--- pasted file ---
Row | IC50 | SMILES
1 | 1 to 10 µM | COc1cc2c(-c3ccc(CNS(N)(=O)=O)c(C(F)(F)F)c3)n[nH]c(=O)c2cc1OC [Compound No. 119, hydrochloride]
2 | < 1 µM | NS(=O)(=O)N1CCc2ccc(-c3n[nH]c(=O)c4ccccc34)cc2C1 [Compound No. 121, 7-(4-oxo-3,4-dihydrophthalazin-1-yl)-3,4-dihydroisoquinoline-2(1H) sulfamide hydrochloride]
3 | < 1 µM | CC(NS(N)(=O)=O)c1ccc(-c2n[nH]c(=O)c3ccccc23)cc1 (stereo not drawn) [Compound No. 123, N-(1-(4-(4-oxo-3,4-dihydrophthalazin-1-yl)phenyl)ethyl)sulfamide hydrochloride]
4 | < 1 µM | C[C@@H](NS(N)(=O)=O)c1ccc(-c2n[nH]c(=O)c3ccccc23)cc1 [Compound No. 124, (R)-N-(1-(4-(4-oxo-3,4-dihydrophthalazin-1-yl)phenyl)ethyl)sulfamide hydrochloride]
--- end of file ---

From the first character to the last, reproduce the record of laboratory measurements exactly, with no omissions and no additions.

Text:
Row | IC50 | SMILES
1 | 1 to 10 µM | COc1cc2c(-c3ccc(CNS(N)(=O)=O)c(C(F)(F)F)c3)n[nH]c(=O)c2cc1OC [Compound No. 119, hydrochloride]
2 | < 1 µM | NS(=O)(=O)N1CCc2ccc(-c3n[nH]c(=O)c4ccccc34)cc2C1 [Compound No. 121, 7-(4-oxo-3,4-dihydrophthalazin-1-yl)-3,4-dihydroisoquinoline-2(1H) sulfamide hydrochloride]
3 | < 1 µM | CC(NS(N)(=O)=O)c1ccc(-c2n[nH]c(=O)c3ccccc23)cc1 (stereo not drawn) [Compound No. 123, N-(1-(4-(4-oxo-3,4-dihydrophthalazin-1-yl)phenyl)ethyl)sulfamide hydrochloride]
4 | < 1 µM | C[C@@H](NS(N)(=O)=O)c1ccc(-c2n[nH]c(=O)c3ccccc23)cc1 [Compound No. 124, (R)-N-(1-(4-(4-oxo-3,4-dihydrophthalazin-1-yl)phenyl)ethyl)sulfamide hydrochloride]